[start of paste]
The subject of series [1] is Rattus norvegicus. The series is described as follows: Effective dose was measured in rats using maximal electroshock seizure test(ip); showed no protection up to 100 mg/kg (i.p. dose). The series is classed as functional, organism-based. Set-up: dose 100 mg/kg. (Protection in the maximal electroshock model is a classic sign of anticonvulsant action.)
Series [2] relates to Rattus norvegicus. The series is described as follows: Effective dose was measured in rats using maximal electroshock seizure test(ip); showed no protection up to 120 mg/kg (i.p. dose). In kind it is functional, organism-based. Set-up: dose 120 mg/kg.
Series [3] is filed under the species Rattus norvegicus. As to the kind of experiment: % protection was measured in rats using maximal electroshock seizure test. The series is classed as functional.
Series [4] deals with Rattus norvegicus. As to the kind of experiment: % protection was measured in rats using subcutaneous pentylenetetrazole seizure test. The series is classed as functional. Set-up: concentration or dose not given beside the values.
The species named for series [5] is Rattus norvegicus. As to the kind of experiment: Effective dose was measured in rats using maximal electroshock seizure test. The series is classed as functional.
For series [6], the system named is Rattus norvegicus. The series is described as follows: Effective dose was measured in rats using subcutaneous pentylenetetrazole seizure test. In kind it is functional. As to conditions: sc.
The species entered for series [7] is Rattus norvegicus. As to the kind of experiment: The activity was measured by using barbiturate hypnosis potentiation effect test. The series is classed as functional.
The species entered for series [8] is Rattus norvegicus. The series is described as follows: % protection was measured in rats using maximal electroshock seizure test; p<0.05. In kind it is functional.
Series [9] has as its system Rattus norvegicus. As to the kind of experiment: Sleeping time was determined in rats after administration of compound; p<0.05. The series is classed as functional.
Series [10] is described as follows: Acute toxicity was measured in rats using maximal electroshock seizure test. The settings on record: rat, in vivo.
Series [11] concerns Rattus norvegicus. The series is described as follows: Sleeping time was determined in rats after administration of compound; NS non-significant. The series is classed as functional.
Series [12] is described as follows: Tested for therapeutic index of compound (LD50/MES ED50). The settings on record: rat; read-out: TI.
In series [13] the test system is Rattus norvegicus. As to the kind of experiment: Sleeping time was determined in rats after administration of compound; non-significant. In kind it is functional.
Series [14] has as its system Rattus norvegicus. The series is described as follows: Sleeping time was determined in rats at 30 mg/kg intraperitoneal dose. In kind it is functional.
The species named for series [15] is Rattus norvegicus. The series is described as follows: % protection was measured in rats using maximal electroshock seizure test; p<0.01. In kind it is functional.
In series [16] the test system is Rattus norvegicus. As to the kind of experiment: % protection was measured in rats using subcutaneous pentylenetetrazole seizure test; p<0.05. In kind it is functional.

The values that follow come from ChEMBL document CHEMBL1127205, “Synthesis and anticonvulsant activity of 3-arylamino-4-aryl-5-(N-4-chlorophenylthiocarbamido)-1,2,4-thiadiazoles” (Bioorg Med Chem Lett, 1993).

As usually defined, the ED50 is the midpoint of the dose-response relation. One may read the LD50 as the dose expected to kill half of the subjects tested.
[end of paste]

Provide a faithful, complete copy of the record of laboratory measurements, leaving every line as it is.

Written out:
The subject of series [1] is Rattus norvegicus. The series is described as follows: Effective dose was measured in rats using maximal electroshock seizure test(ip); showed no protection up to 100 mg/kg (i.p. dose). The series is classed as functional, organism-based. Set-up: dose 100 mg/kg. (Protection in the maximal electroshock model is a classic sign of anticonvulsant action.)
Series [2] relates to Rattus norvegicus. The series is described as follows: Effective dose was measured in rats using maximal electroshock seizure test(ip); showed no protection up to 120 mg/kg (i.p. dose). In kind it is functional, organism-based. Set-up: dose 120 mg/kg.
Series [3] is filed under the species Rattus norvegicus. As to the kind of experiment: % protection was measured in rats using maximal electroshock seizure test. The series is classed as functional.
Series [4] deals with Rattus norvegicus. As to the kind of experiment: % protection was measured in rats using subcutaneous pentylenetetrazole seizure test. The series is classed as functional. Set-up: concentration or dose not given beside the values.
The species named for series [5] is Rattus norvegicus. As to the kind of experiment: Effective dose was measured in rats using maximal electroshock seizure test. The series is classed as functional.
For series [6], the system named is Rattus norvegicus. The series is described as follows: Effective dose was measured in rats using subcutaneous pentylenetetrazole seizure test. In kind it is functional. As to conditions: sc.
The species entered for series [7] is Rattus norvegicus. As to the kind of experiment: The activity was measured by using barbiturate hypnosis potentiation effect test. The series is classed as functional.
The species entered for series [8] is Rattus norvegicus. The series is described as follows: % protection was measured in rats using maximal electroshock seizure test; p<0.05. In kind it is functional.
Series [9] has as its system Rattus norvegicus. As to the kind of experiment: Sleeping time was determined in rats after administration of compound; p<0.05. The series is classed as functional.
Series [10] is described as follows: Acute toxicity was measured in rats using maximal electroshock seizure test. The settings on record: rat, in vivo.
Series [11] concerns Rattus norvegicus. The series is described as follows: Sleeping time was determined in rats after administration of compound; NS non-significant. The series is classed as functional.
Series [12] is described as follows: Tested for therapeutic index of compound (LD50/MES ED50). The settings on record: rat; read-out: TI.
In series [13] the test system is Rattus norvegicus. As to the kind of experiment: Sleeping time was determined in rats after administration of compound; non-significant. In kind it is functional.
Series [14] has as its system Rattus norvegicus. The series is described as follows: Sleeping time was determined in rats at 30 mg/kg intraperitoneal dose. In kind it is functional.
The species named for series [15] is Rattus norvegicus. The series is described as follows: % protection was measured in rats using maximal electroshock seizure test; p<0.01. In kind it is functional.
In series [16] the test system is Rattus norvegicus. As to the kind of experiment: % protection was measured in rats using subcutaneous pentylenetetrazole seizure test; p<0.05. In kind it is functional.

The values that follow come from ChEMBL document CHEMBL1127205, “Synthesis and anticonvulsant activity of 3-arylamino-4-aryl-5-(N-4-chlorophenylthiocarbamido)-1,2,4-thiadiazoles” (Bioorg Med Chem Lett, 1993).

As usually defined, the ED50 is the midpoint of the dose-response relation. One may read the LD50 as the dose expected to kill half of the subjects tested.